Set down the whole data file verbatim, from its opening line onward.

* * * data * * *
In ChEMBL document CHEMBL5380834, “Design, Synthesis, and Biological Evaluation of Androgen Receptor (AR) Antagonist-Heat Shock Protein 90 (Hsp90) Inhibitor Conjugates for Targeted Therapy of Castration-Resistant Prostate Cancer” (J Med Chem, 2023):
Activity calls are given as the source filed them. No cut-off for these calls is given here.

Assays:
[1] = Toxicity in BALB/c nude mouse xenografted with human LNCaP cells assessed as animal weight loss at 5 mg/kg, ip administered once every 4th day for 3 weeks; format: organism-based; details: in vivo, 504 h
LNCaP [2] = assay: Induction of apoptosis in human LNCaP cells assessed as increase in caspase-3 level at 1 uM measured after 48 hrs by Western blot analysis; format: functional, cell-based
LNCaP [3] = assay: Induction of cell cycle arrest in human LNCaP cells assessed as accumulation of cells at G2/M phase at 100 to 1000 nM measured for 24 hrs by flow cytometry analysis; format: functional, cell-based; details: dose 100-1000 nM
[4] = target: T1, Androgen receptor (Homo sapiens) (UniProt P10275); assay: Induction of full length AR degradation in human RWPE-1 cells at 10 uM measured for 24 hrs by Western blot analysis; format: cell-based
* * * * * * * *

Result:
In ChEMBL document CHEMBL5380834, “Design, Synthesis, and Biological Evaluation of Androgen Receptor (AR) Antagonist-Heat Shock Protein 90 (Hsp90) Inhibitor Conjugates for Targeted Therapy of Castration-Resistant Prostate Cancer” (J Med Chem, 2023):
Activity calls are given as the source filed them. No cut-off for these calls is given here.

Assays:
[1] = Toxicity in BALB/c nude mouse xenografted with human LNCaP cells assessed as animal weight loss at 5 mg/kg, ip administered once every 4th day for 3 weeks; format: organism-based; details: in vivo, 504 h
LNCaP [2] = assay: Induction of apoptosis in human LNCaP cells assessed as increase in caspase-3 level at 1 uM measured after 48 hrs by Western blot analysis; format: functional, cell-based
LNCaP [3] = assay: Induction of cell cycle arrest in human LNCaP cells assessed as accumulation of cells at G2/M phase at 100 to 1000 nM measured for 24 hrs by flow cytometry analysis; format: functional, cell-based; details: dose 100-1000 nM
[4] = target: T1, Androgen receptor (Homo sapiens) (UniProt P10275); assay: Induction of full length AR degradation in human RWPE-1 cells at 10 uM measured for 24 hrs by Western blot analysis; format: cell-based